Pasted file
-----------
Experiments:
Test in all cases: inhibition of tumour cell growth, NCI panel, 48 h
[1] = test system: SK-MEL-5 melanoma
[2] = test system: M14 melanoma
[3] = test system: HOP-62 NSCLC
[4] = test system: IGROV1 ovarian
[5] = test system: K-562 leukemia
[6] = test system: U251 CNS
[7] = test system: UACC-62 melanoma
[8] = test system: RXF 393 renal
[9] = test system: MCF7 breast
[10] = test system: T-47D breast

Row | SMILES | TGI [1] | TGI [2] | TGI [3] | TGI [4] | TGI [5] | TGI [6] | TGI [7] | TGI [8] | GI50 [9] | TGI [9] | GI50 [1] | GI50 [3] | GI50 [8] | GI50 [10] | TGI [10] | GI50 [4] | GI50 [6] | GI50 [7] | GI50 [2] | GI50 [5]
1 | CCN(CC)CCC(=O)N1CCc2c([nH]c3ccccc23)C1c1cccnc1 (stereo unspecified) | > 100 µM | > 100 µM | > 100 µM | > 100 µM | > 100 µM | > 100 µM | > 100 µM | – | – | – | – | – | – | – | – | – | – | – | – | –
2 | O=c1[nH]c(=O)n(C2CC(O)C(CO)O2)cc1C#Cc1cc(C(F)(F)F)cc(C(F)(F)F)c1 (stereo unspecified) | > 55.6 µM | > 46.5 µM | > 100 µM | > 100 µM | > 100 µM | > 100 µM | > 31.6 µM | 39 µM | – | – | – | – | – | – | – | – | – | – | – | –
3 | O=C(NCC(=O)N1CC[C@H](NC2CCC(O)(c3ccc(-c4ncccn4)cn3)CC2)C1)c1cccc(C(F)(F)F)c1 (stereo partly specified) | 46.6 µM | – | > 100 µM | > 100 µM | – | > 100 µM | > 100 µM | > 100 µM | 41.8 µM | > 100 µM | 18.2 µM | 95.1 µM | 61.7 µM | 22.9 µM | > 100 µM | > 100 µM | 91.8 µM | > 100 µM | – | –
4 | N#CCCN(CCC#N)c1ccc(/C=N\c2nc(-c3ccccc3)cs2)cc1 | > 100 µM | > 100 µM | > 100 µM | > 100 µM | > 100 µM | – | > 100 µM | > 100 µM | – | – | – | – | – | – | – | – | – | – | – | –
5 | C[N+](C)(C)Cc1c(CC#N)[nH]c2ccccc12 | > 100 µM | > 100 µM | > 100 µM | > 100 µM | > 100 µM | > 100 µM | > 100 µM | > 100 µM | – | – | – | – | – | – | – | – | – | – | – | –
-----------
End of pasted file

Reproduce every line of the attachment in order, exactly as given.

Experiments:
Test in all cases: inhibition of tumour cell growth, NCI panel, 48 h
[1] = test system: SK-MEL-5 melanoma
[2] = test system: M14 melanoma
[3] = test system: HOP-62 NSCLC
[4] = test system: IGROV1 ovarian
[5] = test system: K-562 leukemia
[6] = test system: U251 CNS
[7] = test system: UACC-62 melanoma
[8] = test system: RXF 393 renal
[9] = test system: MCF7 breast
[10] = test system: T-47D breast

Row | SMILES | TGI [1] | TGI [2] | TGI [3] | TGI [4] | TGI [5] | TGI [6] | TGI [7] | TGI [8] | GI50 [9] | TGI [9] | GI50 [1] | GI50 [3] | GI50 [8] | GI50 [10] | TGI [10] | GI50 [4] | GI50 [6] | GI50 [7] | GI50 [2] | GI50 [5]
1 | CCN(CC)CCC(=O)N1CCc2c([nH]c3ccccc23)C1c1cccnc1 (stereo unspecified) | > 100 µM | > 100 µM | > 100 µM | > 100 µM | > 100 µM | > 100 µM | > 100 µM | – | – | – | – | – | – | – | – | – | – | – | – | –
2 | O=c1[nH]c(=O)n(C2CC(O)C(CO)O2)cc1C#Cc1cc(C(F)(F)F)cc(C(F)(F)F)c1 (stereo unspecified) | > 55.6 µM | > 46.5 µM | > 100 µM | > 100 µM | > 100 µM | > 100 µM | > 31.6 µM | 39 µM | – | – | – | – | – | – | – | – | – | – | – | –
3 | O=C(NCC(=O)N1CC[C@H](NC2CCC(O)(c3ccc(-c4ncccn4)cn3)CC2)C1)c1cccc(C(F)(F)F)c1 (stereo partly specified) | 46.6 µM | – | > 100 µM | > 100 µM | – | > 100 µM | > 100 µM | > 100 µM | 41.8 µM | > 100 µM | 18.2 µM | 95.1 µM | 61.7 µM | 22.9 µM | > 100 µM | > 100 µM | 91.8 µM | > 100 µM | – | –
4 | N#CCCN(CCC#N)c1ccc(/C=N\c2nc(-c3ccccc3)cs2)cc1 | > 100 µM | > 100 µM | > 100 µM | > 100 µM | > 100 µM | – | > 100 µM | > 100 µM | – | – | – | – | – | – | – | – | – | – | – | –
5 | C[N+](C)(C)Cc1c(CC#N)[nH]c2ccccc12 | > 100 µM | > 100 µM | > 100 µM | > 100 µM | > 100 µM | > 100 µM | > 100 µM | > 100 µM | – | – | – | – | – | – | – | – | – | – | – | –